Offshore companies play an exceptionally important role in the macroeconomy. As a result of the recently emerging scandals (Panama papers, Pandora papers) now they could face more attention than ever before. Despite the commonly regarded negative sense of macroeconomy, it is undeniable that it has many positive effects, especially in terms of tax optimisation, or encouraging investment. It is important to note, that offshore companies raise several questions and concepts, which require further elaboration: such as their legal regulation, the term of tax avoidance, and the blacklist (the list of non-cooperative EU countries from a tax point of view). Read more… (Ildikó Krivanics)
Offshore companies play an exceptionally important role in the macroeconomy. As a result of the recently emerging scandals (Panama papers, Pandora papers) now they could face more attention than ever before. Despite the commonly regarded negative sense of macroeconomy, it is undeniable that it has many positive effects, especially in terms of tax optimisation, or encouraging investment. It is important to note, that offshore companies raise several questions and concepts, which require further elaboration: such as their legal regulation, the term of tax avoidance, and the blacklist (the list of non-cooperative EU countries from a tax point of view).
In recent years offshore companies have received an increased amount of attention due to various scandals. Their existence in the economy raises numerous questions: many wonders why they are not regulated more strictly, why they are legal, what are their benefits, and where the line is drawn between offshore companies and tax avoidance (i.e. when do we talk about tax optimisation and when do we talk about tax avoidance), and why their presence in macroeconomy is justified. The role of offshore companies in the macroeconomy can be very important, as they bring a wide variety of benefits if they comply with the established legal rules: whether we look at the foreign capital flows of a particular country, or even if we consider the benefits for a multinational company or enterprise.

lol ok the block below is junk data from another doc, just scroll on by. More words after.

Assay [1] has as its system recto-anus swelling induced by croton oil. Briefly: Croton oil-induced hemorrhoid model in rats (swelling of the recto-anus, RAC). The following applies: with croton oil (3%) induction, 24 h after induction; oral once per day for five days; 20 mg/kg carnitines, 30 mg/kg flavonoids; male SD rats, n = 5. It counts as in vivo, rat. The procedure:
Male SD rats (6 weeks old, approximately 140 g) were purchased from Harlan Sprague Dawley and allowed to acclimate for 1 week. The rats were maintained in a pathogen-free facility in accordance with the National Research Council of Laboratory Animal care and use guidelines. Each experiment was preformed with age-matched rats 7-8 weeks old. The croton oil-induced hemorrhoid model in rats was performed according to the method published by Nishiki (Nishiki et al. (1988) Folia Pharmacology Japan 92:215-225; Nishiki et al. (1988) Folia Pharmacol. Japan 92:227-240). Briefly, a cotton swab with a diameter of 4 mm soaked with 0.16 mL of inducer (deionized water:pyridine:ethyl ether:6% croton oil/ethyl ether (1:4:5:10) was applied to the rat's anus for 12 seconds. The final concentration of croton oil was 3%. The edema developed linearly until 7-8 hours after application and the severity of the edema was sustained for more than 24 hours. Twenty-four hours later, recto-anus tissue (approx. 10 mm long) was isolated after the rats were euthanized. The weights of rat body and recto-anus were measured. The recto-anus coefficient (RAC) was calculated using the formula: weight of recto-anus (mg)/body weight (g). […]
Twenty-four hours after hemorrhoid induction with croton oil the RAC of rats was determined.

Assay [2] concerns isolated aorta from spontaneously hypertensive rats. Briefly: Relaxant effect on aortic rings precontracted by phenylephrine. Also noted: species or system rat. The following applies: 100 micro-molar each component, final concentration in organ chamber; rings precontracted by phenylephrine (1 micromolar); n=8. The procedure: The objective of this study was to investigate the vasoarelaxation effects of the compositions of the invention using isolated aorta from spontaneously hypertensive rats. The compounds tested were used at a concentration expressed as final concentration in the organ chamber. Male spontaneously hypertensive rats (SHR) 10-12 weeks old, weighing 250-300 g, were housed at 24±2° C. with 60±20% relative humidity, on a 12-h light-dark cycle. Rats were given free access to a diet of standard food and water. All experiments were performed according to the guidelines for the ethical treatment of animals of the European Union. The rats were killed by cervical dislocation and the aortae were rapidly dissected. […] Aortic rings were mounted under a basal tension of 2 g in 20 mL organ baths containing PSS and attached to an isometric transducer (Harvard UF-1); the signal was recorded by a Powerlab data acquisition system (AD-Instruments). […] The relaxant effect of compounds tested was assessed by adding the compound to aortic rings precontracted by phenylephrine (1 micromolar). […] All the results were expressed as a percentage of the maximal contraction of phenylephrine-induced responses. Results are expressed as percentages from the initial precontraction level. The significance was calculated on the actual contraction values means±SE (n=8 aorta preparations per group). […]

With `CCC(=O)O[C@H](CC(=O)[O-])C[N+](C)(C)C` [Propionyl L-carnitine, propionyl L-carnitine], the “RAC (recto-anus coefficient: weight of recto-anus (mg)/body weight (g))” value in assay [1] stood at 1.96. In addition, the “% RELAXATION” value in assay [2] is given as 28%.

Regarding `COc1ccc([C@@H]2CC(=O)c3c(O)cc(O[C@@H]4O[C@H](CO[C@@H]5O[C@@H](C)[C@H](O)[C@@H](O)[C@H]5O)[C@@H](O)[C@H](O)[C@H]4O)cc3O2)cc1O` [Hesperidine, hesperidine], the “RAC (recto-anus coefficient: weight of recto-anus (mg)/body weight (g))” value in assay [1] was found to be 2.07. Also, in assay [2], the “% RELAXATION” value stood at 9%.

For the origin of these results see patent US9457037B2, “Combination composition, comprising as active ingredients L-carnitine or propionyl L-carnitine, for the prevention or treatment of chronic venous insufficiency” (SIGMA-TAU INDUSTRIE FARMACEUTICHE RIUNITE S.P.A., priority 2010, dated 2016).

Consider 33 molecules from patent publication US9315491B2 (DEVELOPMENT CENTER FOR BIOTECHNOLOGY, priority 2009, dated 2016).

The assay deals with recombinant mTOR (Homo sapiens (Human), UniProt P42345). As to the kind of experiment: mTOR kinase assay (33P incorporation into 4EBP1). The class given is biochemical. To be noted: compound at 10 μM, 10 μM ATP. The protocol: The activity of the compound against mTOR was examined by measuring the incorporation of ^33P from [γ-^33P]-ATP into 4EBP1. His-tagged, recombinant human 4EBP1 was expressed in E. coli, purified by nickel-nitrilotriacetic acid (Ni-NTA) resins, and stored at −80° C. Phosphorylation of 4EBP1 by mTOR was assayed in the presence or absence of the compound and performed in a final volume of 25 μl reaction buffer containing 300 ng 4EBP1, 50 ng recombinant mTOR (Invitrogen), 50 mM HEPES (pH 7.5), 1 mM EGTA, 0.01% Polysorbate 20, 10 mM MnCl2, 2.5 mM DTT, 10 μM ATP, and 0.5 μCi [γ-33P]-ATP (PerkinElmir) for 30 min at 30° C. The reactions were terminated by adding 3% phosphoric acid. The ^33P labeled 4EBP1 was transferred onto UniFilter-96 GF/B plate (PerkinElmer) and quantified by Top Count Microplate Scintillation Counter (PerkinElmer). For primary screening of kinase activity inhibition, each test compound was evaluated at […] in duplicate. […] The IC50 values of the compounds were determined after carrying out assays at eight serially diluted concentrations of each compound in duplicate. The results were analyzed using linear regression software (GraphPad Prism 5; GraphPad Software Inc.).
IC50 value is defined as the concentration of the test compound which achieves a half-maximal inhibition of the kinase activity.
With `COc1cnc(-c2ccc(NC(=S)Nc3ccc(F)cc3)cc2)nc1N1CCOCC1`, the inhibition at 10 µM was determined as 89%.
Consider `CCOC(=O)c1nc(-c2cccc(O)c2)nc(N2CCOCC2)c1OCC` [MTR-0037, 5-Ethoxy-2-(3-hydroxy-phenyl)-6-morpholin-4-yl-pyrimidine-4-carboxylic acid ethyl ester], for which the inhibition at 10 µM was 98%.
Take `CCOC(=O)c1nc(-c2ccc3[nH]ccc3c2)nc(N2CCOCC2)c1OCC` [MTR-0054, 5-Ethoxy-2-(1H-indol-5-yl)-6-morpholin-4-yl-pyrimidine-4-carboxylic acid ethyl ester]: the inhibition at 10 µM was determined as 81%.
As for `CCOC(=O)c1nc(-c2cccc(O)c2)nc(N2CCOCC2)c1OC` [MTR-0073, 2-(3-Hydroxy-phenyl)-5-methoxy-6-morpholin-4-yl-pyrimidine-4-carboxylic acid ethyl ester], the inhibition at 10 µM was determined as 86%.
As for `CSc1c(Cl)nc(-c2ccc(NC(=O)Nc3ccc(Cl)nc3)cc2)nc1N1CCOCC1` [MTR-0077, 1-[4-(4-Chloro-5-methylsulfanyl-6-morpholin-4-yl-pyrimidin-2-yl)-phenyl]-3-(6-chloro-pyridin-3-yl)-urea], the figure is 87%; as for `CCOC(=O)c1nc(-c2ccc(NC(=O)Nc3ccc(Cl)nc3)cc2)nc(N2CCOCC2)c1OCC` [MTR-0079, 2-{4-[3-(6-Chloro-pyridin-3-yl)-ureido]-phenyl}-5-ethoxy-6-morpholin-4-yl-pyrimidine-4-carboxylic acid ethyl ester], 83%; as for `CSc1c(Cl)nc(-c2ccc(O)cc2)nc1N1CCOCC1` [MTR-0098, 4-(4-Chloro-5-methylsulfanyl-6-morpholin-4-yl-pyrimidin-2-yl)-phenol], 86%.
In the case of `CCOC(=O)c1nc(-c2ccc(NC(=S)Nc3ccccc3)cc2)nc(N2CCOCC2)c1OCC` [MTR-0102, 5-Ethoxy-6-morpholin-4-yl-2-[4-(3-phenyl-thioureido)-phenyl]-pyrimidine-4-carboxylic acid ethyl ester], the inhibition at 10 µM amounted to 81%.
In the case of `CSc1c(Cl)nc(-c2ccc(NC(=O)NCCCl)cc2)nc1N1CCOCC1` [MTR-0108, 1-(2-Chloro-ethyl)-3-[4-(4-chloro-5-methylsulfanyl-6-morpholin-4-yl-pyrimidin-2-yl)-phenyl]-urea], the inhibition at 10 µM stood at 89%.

The role of offshore companies
Offshore companies can be established in countries where local laws do not tax foreign activities since they are considered tax-free. In contrast to this, they must pay a fixed flat-rate tax yearly. In this case, we are talking about a company registered in a country, but does not carry out any activities there, therefore not making any income in that country. The reason for this is that entrepreneurs or companies want to optimise their tax burden by avoiding what they consider to be too high in their own country. To achieve this, they mostly operate in tax havens with low tax rates: e.g., Bermuda, Andorra, Bahamas, Cayman Islands etc. Favourable tax conditions are not the only reason for the tax haven title. In addition, the following conditions also contribute to the ability of such areas to operate as tax havens: minimal bureaucracy, confidentiality, discretion, special legal guarantees, and modern infrastructure (whether in telecommunications or banking etc.) (Offshore.net 2022). Low tax rates can be eliminated by the introduction of a global minimum tax, which Hungary was the only country to veto, but which will probably still be applied.